Docker orchestration with Kubernetes and Rancher

When it comes to Docker containers and orchestration there are a lot of available options. Almost every few months some new Docker orchestration tool is available. At least that was the case at the beginning. Most of those tools are opensource projects, but of course, there are some enterprise orchestration tools. However, Google’s Kubernetes is most used and really popular tool. Like with all Google products it is also complicated to install and manage. They recently released kubeadm Kubernetes deployment tool, but this is still in Alpha and not ready for production environments. In this post, I will show you how to deploy Kubernetes on top of Rancher which is my favorite. With Rancher, you could decide which Docker orchestration tool to use, like Cattle (Rancher), Kubernetes, Mesos or Docker Swarm.

Rancher deployment on AWS

Seven months ago I discovered Rancher. I really liked it and I decided to make an automated deployment with SaltStack https://github.com/komljen/rancher-salt. This deployment procedure is also available from official Rancher installation docs on Github if your tool of choice is SaltStack https://github.com/rancher/rancher#installation.

First, I created vagrant provisioning and then added a support for AWS. For AWS I decided to make a Docker container which will work on any OS (Mac, Windows or Linux) and the only dependency you will need for this is Docker engine installed and running. komljen/salt-cloud image has all dependencies already installed, like salt-cloud, awscli and custom scripts to prepare configuration files.

All you need to do now is to run Docker container using your AWS access and secret keys:

After a few seconds you can check logs for this container and if last message is ‘Keep this container running…’ you can connect to it:

Kubernetes provisioning on Rancher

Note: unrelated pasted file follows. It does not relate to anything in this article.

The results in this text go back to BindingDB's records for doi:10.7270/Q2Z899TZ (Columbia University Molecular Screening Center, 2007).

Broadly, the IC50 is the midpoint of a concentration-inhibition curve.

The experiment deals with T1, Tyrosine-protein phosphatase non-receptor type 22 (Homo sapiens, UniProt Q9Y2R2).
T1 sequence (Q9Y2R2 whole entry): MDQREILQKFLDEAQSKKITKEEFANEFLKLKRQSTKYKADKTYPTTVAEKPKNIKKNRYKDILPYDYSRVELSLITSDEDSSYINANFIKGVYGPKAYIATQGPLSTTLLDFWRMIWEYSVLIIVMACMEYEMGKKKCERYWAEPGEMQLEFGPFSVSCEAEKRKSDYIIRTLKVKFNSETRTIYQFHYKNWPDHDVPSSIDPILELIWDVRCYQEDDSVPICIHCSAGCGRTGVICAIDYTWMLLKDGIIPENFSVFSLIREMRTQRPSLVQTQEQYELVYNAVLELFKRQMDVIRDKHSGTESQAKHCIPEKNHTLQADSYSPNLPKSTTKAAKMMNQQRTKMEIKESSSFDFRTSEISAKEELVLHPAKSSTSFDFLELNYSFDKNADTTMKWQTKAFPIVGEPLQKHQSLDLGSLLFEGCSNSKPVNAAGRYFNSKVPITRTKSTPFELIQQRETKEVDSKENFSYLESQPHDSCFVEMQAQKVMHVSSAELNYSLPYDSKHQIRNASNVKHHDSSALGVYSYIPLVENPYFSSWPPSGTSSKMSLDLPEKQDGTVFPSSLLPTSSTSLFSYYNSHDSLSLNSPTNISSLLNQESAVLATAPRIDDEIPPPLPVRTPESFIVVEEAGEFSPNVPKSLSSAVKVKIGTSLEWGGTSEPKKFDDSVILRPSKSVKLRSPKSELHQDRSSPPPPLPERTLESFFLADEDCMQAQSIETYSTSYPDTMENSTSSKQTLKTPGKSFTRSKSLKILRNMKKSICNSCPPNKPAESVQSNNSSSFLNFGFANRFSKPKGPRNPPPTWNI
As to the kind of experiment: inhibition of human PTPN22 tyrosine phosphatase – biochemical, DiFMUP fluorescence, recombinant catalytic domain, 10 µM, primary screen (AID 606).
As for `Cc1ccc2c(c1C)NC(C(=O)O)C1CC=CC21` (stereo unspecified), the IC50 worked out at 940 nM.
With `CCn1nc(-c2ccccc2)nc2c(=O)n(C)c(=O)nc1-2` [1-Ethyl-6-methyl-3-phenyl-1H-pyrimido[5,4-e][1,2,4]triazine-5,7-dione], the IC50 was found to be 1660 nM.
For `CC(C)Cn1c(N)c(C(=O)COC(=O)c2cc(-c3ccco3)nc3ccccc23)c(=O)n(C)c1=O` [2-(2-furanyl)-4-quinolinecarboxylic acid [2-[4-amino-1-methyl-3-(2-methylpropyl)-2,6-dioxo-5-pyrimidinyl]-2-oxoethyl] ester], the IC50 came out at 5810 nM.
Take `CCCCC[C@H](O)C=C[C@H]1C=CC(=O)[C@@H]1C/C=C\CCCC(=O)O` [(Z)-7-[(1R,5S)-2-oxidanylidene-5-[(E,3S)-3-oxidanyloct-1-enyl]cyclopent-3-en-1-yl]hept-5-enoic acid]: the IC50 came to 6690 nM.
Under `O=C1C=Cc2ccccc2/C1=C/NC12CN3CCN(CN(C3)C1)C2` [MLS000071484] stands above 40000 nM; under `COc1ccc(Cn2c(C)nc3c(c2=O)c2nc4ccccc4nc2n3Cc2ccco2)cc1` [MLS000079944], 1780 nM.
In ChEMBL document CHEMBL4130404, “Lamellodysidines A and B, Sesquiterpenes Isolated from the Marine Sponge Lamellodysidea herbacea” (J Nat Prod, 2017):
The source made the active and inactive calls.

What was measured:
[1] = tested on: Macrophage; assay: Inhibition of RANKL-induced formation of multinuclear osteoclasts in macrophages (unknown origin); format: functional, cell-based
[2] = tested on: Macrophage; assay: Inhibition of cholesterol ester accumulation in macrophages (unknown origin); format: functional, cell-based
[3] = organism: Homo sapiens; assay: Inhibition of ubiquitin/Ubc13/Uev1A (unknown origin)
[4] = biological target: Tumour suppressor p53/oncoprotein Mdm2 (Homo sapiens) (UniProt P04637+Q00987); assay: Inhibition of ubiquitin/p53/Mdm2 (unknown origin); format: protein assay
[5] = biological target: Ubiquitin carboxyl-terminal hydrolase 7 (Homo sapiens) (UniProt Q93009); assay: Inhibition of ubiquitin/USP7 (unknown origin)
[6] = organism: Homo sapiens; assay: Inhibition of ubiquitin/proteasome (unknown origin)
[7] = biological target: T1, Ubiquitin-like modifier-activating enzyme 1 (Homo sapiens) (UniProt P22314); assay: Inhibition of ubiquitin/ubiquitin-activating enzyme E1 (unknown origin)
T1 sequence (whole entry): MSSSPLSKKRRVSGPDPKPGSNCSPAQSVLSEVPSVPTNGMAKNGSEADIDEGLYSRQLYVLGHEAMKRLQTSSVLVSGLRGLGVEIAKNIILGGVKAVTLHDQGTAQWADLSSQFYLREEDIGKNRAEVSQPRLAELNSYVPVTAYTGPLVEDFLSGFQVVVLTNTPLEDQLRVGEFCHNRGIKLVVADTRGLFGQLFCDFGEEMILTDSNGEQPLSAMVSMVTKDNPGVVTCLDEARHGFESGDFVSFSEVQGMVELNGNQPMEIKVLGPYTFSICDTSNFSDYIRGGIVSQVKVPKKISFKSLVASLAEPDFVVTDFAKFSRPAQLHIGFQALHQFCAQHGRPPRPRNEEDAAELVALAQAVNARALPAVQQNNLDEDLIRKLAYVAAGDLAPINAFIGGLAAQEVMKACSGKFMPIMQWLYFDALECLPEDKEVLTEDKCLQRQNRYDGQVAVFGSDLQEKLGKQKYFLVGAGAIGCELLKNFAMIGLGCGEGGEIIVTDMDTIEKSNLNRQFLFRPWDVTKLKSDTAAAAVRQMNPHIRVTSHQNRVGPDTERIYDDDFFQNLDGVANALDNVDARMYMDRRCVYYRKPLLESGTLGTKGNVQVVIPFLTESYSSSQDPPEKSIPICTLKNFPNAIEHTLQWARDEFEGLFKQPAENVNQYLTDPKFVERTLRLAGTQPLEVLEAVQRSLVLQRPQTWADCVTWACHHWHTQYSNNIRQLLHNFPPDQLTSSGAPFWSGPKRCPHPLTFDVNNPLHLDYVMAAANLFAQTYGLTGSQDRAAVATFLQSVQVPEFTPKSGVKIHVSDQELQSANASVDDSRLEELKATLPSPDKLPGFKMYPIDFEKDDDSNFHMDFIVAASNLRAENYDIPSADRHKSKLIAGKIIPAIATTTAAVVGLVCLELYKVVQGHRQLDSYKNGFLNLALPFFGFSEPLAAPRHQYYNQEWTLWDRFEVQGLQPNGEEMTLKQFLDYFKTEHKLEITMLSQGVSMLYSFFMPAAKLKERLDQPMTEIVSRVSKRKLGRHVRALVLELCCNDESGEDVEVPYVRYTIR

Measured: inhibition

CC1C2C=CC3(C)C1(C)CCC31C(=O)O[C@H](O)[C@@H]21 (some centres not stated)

Now you can start VM provisioning on AWS. Salt master will start first and then all minion nodes will start in parallel. They will be connected to master automatically. To select which node will also be a Kubernetes node edit this file /etc/salt/cloud.maps.d/rancher.conf and update agentEnvironment value to Kubernetes. Default means Rancher Cattle environment. Each Rancher agent node can be used by only one environment at the same time. Run below command to start a VM provisioning:

When all nodes are ready we can connect to master node and finally start Rancher provisioning. You can connect to master node using newly created pem key /etc/salt/salt_cloud_key.pem directly from a Docker container. Check your master public IP address with:

Check the environment and if all minions are connected, start Rancher deployment:

To access Rancher web UI at http://AWS_MASTER_PUBLIC_DNS:8080 you need to open 8080 port on master node. Also, as Rancher agents are added to Kubernetes environment, Kubernetes deployment will start automatically.

Managing Kubernetes resources

When Kubernetes is deployed with Rancher you have multiple options to manage it. Rancher also deploys Kubernetes dashboard and kubectl is available from the web. If you prefer to use kubectl on your workstation it is possible to generate ~/.kube/config file. On top of that Rancher monitors all Kubernetes services and it’s versions:

If you want to try this you can easily run multi node Vagrant environment by instructions described here https://github.com/komljen/rancher-salt.

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Alen Komljen

DevOps Engineer at Cron
Focused on building and automating infrastructure. My toolbox: Docker, Kubernetes, Rancher, Terraform, SaltStack, Ceph, OpenStack, Linux, AWS, GCE and many others.
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Alen KomljenDocker orchestration with Kubernetes and Rancher